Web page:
To be or not to be – a Harpoceras…

To be or not to be ... a Harpoceras ?

To be or not to be … a Harpoceras ?

Wait a second, you may say, I’ve seen this one before, but last time you called it an
Eleganticeras…!  Yeah, I know – sometimes you have to look somewhere else to find an
error in an ammonite identification.  In this case, it was my error
(you can see prominently featured it in the Eleganticeras post here),  and I only fully
realized it when I saw (and bought) an ammonite offered on eBay that looked very similar.

Harpoceras aff. serpentinum, 10 cm from Hawsker Bottoms (left) and Harpoceras serpentinum, 8 cm, from Altdorf/Germany (right)

Harpoceras aff. serpentinum, 10 cm from Hawsker Bottoms (left) and Harpoceras serpentinum, 8 cm, from Altdorf/Germany (right) – Thanks to Arno Garbe !

In my defense, I have to say that I’ve never really been 100 % comfortable with calling
it an Eleganticeras… I’m not really fully sure about the species of this one even now,
but I’m much more comfortable calling it a
Harpoceras aff. serpentinum (SCHLOTHEIM, 1813).

Because of the circumstances I vividly remember finding this specimen at Hawsker
Bottoms some years ago…

I was at Hawsker Bottoms and on my way back to Robin Hoods Bay and had decided to
inspect the channels and gullies that furrow the low tide reef, sometimes a good place to
find the odd nodule that rolled down the cliff  (and roll, or better shoot they do, I once
witnessed one flying at head height across the shore…) and found this round pyrite
nodule of- if memory serves me right- about 12 cm diameter. I gave it a whack, and the
top of the slightly weathered, crumbly nodule split off showing the ammonite, but part
of the shell on the body chamber came off as well, because there was an oil filled hollow
there – just as on the Cleviceras I have shown you before.
I bagged all parts and re-affixed the shell bits after removing the oil, and filling the cavity
with glue, which I only succeeded half-decently in because I did not quite get the level of
glue correct – but try to reconstruct a broken egg-shell of a blown out egg, and you’ll
understand what this was like…

The rest of the nodules’ pyrite shell developed severe pyrite rot in the years following, so
at some point I decided to fully remove the remaining matrix and so it represents itself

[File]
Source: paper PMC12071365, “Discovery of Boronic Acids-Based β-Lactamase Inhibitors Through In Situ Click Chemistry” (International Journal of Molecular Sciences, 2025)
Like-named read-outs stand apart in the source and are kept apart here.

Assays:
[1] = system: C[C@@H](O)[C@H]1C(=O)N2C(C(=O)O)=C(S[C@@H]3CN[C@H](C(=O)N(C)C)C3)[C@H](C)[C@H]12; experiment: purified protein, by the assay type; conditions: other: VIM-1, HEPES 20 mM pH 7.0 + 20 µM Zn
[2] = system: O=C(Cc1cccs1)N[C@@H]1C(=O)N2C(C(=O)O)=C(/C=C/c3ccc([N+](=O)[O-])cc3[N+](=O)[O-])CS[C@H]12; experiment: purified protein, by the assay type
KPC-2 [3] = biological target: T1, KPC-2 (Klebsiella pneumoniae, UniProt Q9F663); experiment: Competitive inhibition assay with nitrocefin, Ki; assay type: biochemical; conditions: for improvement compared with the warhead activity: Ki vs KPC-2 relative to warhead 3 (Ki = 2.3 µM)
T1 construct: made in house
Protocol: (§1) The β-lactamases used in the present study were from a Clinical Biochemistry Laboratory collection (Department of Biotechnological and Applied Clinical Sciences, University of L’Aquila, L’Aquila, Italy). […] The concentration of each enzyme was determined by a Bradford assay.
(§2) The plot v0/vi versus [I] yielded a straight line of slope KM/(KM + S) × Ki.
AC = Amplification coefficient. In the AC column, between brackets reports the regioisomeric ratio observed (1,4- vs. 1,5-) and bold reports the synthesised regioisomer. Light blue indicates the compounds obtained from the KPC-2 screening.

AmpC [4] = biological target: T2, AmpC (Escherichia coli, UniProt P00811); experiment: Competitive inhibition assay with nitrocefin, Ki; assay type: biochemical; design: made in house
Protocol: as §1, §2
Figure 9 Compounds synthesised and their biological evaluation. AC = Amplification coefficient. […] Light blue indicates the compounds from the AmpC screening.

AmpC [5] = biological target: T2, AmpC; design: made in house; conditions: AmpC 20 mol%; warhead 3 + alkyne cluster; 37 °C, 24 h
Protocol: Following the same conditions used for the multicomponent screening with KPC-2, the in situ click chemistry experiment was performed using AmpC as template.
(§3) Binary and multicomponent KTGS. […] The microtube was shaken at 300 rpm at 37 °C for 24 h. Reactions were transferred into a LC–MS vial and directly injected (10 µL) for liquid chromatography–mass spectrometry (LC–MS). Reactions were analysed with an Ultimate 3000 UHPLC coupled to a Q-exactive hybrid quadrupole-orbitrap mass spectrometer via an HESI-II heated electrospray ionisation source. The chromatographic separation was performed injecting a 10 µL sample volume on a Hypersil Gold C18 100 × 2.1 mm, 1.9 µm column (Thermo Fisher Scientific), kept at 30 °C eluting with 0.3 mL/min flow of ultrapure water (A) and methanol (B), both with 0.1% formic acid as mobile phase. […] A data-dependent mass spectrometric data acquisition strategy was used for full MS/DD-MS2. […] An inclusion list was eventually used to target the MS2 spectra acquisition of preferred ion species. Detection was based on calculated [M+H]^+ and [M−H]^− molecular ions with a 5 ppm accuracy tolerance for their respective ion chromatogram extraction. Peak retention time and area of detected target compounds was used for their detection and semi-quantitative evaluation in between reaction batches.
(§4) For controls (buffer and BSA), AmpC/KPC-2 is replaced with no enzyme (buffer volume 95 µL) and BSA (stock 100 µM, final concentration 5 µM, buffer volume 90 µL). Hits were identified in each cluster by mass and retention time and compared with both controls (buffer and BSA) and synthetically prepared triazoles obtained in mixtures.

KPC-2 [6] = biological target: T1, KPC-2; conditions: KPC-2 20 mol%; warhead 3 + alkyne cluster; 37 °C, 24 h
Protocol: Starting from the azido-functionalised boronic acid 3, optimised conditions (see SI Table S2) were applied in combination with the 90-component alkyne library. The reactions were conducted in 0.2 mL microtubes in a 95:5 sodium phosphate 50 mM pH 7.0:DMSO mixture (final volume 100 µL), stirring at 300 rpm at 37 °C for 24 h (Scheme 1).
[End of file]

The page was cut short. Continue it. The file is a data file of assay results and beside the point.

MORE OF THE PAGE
today.

For me, this was a typical Cannonball nodule from bed 33, and therefore allthough it
looked slightly different, had to be an Eleganticeras…

But was it a Cannonball nodule ? Would I be able to distinguish it from a Curling Stone
(bed 37) nodule in the slightly worn and obscured with algal growth state it was in ?

In hindsight, I don’t think so. But even so, if it really was a Cannonball nodule, there is
no reason whatsoever why this cannot be an early Harpoceras. These animals knew
nothing of the arbitrary boundaries of ammonite zones and subzones we draw today,
these boundaries have to be “fuzzy”and only hold true for a statistically very significant
majority of ammonites, but not necessarily for all, given there is a continuity of the
record, i.e. no hiatus or non-sequence in sedimentation.

Harpoceras serpentinum (it has a large list of synonymies including Harpoceras
alternatum and Harpoceratoides alternatus) is relatively rare in Yorkshire, it can be
distinguished from its later, more common descendant Harpoceras falciferum by the
less (if at all) expressed spiral groove and the slightly angled (instead of vertical
to undercut) umbilical walls.

The below pictured group of Harpoceras falciferum (SOWERBY, 1820) from Sandsend
was purchased from Byron Blessed.
Harpoceras falciferum, 12 cm and 8 cm, Sandsend

Harpoceras falciferum, 12 cm and 8 cm, Sandsend

Fragmentary Harpoceras falciferum on back of two other specimen, would have been about 30 cm in diameter if complete

Fragmentary Harpoceras falciferum on back of two other specimen, would have been about 30 cm in diameter if complete

I like specimen like this one, since it represents all stages of growth of the ammonite
species from a moderate size of 8 cm to what (if it were complete) must have been close
to the size of the magnificent “Harpoceras mulgravium” at Whitby museum. What is
especially evident is the umbilical width ratio growth at large sizes -i.e. the ammonite
shells became more evolute at large sizes – the 8 and 12 cm specimen have an U/D of
about 0.27, the large fragment on the back of the two smaller ammonites has an
estimated U/D of 0.5 !

What is also evident of course from this story is that it  most of the time really matters
for ammonite identification to better know exactly which bed the ammonite came
from – which of course can be difficult when collecting on the Yorkshire coast…

There´s only a few members of the Hildoceratidae left we still need to take a look at
including Harpoceras subplanatum and Hildaites sp. and they are also some of the
rarest Hildoceratidae in Yorkshire – we´ll cover them in one of the next posts…

 

AndyS

 

Leave a comment

1 Comment

  1. mike scher

     /  December 9, 2014

    This is an incredible and beautiful work, the photos are just amazing, how about pics of large multiple plates.

    Reply

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